“Right, right…” said the manager, crossing his arms. “We should all be getting back to work.”
Wincing, Carol stood.
“On second thought,” said Santa. “I could use some help out to the parking lot.” He wobbled and steadied himself on the bench’s railing.
“Of course.” Carol stepped up to catch his elbow.
“Me too,” said Susan, hurrying to the other side.
“I think I’ll be just fine now.” Santa gave the manager a broad smile and started shuffling toward the door.
The manager snorted and scuttled back through the departing customers.
With Carol on one arm and Susan on the other, Santa reached the sliding doors. A brisk gust chilled his cheeks and Carol let out a small whimper at the cold smacking into her short sleeves.
“Here,” said Jim. He stepped around Carol as if to take her place at Santa’s side.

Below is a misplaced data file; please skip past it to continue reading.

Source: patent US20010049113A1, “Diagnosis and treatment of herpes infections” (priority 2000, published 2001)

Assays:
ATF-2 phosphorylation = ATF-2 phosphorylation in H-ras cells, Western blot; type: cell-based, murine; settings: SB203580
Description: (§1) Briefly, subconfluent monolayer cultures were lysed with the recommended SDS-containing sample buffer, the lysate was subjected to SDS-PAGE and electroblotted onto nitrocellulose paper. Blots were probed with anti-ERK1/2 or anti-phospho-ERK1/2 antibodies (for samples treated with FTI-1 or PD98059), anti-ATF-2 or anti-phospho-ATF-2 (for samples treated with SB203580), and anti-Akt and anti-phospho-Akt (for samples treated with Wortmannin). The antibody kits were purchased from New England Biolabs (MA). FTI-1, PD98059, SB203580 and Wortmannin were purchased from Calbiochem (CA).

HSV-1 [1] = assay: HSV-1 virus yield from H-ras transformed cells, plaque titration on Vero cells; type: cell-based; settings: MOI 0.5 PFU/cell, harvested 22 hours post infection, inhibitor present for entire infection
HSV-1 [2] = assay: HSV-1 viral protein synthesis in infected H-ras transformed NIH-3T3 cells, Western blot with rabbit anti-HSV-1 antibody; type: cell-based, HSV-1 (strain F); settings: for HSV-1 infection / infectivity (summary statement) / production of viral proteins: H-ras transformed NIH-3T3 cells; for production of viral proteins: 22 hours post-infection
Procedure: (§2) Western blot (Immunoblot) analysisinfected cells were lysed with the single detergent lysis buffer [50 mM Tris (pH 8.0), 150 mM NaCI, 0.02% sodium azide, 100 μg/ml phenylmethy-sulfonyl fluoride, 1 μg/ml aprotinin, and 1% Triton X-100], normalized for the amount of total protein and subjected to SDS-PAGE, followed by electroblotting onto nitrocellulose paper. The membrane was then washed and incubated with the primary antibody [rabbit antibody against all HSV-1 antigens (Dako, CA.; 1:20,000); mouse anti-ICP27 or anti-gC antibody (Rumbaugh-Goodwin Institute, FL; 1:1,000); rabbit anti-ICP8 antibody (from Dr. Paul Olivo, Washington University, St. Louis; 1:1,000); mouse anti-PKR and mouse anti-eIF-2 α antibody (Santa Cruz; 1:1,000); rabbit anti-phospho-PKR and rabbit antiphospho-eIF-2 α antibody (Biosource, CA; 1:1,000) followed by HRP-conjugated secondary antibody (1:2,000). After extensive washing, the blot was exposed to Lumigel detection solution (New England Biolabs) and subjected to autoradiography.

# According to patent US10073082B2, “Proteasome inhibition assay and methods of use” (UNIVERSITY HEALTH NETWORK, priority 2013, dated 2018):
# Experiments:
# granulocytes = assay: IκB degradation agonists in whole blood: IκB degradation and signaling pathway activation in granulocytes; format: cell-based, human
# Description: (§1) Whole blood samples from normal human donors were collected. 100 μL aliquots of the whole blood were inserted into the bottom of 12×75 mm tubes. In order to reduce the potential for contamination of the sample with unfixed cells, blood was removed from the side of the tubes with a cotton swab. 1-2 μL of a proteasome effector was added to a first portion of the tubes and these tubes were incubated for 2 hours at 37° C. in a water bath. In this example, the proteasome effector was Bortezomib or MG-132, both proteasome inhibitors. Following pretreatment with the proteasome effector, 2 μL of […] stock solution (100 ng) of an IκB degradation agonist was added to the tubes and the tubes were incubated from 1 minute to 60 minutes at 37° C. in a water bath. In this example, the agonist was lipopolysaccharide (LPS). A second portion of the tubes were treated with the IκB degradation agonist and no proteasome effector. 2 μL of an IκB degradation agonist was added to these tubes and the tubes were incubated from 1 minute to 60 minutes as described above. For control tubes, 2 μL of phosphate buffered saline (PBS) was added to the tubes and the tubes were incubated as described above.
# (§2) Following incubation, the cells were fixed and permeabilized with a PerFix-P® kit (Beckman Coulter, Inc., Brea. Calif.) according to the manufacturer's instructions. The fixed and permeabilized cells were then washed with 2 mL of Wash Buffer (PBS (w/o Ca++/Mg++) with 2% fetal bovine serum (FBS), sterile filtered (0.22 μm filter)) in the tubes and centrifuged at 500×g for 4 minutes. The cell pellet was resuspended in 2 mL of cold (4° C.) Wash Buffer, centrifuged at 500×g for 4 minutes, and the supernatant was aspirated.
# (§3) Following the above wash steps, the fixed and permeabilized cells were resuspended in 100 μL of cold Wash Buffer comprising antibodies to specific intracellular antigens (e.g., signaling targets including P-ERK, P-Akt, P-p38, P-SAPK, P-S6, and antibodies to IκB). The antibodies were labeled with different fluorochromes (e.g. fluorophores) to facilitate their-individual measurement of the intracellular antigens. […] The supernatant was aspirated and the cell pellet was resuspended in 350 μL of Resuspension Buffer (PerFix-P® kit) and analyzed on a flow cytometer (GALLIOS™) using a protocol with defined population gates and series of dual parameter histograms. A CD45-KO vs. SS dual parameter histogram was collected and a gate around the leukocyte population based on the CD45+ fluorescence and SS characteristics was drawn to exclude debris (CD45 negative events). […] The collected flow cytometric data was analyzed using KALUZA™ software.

Santa however took two strides forward and slipped free of Carol’s grasp. Susan clung to his other arm as he turned. Jim and Carol shared a glance and smile as his arm wrapped around her instead of Santa. After a moment, Carol dropped her gaze and rubbed at her bare arms.
“Thanks, Santa,” whispered Susan.
Glancing down, Santa gave the little girl a wink and then patted her head. Santa put one finger to his lips and Susan nodded as she released her hold on his arm. Santa gave the two grown-ups a broad smile neither seemed to notice.
As he back stepped into the parking lot, Santa’s boots crunched thickening ice and another cloud began to descend across his vision. The mist smeared over the neon sign set above the store’s florescent doorway and obscured the departing customers bundled in their winter attire. A hazy circle wrapped around Carol, Jim and Susan like a soft halo until the fog thickened and took them out of sight.
“To all a good night,” said Santa as the brisk winds swept him up and carried him like a dream, out into the growing night.